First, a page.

Chapter 53: On the Reception of Guests (Cont.)
Let there be a separate kitchen for the Abbot and guests,
that the brethren may not be disturbed when guests,
who are never lacking in a monastery,
arrive at irregular hours.
Let two brethren capable of filling the office well
be appointed for a year to have charge of this kitchen.
Let them be given such help as they need,
that they may serve without murmuring.
And on the other hand,
when they have less to occupy them,
let them go out to whatever work is assigned them.
And not only in their case
but in all the offices of the monastery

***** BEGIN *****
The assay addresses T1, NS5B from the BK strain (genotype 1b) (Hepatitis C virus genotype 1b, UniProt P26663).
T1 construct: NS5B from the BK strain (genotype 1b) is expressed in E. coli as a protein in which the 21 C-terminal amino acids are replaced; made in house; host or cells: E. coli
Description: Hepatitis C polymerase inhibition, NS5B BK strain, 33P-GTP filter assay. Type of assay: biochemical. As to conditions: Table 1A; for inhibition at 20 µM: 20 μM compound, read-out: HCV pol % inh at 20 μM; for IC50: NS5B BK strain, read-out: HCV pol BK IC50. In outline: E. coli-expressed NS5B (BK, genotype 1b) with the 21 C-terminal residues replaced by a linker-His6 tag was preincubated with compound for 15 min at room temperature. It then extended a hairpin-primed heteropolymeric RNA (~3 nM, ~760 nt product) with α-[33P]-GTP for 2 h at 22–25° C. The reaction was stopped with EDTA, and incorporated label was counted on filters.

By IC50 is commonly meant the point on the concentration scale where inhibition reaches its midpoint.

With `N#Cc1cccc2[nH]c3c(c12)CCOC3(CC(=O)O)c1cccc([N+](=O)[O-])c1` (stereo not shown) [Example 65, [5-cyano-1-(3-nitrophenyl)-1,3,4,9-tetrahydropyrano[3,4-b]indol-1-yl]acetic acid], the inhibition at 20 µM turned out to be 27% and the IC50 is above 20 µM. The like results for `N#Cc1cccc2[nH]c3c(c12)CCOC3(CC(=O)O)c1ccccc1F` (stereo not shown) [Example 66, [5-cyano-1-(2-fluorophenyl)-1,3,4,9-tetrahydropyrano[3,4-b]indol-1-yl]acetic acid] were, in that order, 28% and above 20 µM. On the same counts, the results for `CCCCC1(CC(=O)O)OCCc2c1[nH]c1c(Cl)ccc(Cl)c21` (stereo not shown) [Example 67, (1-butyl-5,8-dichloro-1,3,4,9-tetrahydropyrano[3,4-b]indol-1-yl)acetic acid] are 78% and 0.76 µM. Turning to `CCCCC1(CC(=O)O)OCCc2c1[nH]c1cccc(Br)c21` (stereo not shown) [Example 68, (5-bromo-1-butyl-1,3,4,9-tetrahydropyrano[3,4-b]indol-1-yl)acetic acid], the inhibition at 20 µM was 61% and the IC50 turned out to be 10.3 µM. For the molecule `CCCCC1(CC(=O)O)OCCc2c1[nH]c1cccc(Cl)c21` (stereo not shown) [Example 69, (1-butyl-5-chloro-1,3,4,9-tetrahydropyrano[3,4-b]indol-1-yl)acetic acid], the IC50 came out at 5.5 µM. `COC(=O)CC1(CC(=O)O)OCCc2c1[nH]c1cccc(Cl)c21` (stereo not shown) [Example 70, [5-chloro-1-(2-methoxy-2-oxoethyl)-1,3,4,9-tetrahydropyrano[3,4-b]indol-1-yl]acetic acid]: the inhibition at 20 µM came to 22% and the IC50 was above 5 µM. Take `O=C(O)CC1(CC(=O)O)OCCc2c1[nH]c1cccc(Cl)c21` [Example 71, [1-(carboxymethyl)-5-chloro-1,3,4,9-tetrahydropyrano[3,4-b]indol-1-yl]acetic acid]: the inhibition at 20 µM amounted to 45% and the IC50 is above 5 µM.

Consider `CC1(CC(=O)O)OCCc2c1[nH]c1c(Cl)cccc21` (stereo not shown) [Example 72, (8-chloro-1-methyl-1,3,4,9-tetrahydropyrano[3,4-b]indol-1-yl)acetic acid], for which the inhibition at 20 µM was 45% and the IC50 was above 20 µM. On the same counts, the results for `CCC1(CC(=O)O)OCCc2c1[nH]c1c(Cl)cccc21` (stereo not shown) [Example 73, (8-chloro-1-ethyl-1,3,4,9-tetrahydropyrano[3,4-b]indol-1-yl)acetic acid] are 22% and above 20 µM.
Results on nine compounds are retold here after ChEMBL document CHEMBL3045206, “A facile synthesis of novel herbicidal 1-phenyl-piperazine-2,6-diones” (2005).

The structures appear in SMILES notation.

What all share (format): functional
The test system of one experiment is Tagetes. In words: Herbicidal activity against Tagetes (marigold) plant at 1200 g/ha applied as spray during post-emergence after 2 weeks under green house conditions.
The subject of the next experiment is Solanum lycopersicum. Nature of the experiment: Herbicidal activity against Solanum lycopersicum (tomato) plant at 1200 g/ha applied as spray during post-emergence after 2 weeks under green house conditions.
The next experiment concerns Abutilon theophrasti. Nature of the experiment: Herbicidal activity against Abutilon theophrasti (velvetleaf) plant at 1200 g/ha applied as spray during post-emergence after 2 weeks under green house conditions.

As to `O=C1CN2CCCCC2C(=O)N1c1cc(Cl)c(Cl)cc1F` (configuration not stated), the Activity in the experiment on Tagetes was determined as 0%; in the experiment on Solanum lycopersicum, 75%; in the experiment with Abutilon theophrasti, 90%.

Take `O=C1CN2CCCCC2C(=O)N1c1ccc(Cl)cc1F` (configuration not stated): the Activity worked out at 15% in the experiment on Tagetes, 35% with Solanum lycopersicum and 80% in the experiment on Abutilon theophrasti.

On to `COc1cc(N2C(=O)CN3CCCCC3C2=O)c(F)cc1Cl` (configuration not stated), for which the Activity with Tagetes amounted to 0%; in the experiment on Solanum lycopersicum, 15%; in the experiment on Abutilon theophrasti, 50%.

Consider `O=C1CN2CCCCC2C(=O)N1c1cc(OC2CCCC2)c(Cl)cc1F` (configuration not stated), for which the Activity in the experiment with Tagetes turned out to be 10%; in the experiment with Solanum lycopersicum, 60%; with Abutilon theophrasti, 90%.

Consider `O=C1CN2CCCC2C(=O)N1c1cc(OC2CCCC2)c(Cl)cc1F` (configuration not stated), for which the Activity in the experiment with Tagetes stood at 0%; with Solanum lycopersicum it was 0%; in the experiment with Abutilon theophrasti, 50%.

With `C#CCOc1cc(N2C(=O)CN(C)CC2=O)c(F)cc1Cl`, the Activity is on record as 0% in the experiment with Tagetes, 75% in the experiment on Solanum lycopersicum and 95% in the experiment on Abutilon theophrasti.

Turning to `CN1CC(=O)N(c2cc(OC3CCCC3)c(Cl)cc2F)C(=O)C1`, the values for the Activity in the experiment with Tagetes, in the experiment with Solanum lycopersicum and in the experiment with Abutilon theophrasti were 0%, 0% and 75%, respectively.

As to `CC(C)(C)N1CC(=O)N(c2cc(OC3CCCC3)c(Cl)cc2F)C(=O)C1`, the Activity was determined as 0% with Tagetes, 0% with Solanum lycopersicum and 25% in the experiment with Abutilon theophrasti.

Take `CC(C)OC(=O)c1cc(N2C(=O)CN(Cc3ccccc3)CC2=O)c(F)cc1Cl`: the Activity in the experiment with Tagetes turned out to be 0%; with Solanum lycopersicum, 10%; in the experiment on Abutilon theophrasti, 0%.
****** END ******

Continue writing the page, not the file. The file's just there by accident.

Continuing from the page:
let this arrangement be observed,
that when help is needed it be supplied,
and again when the workers are unoccupied
they do whatever they are bidden.
The guest house also shall be assigned to a brother
whose soul is possessed by the fear of God.
Let there be a sufficient number of beds made up in it;
and let the house of God be managed by prudent men
and in a prudent manner.
On no account shall anyone who is not so ordered
associate or converse with guests.
But if he should meet them or see them,
let him greet them humbly, as we have said,
ask their blessing and pass on,
saying that he is not allowed to converse with a guest.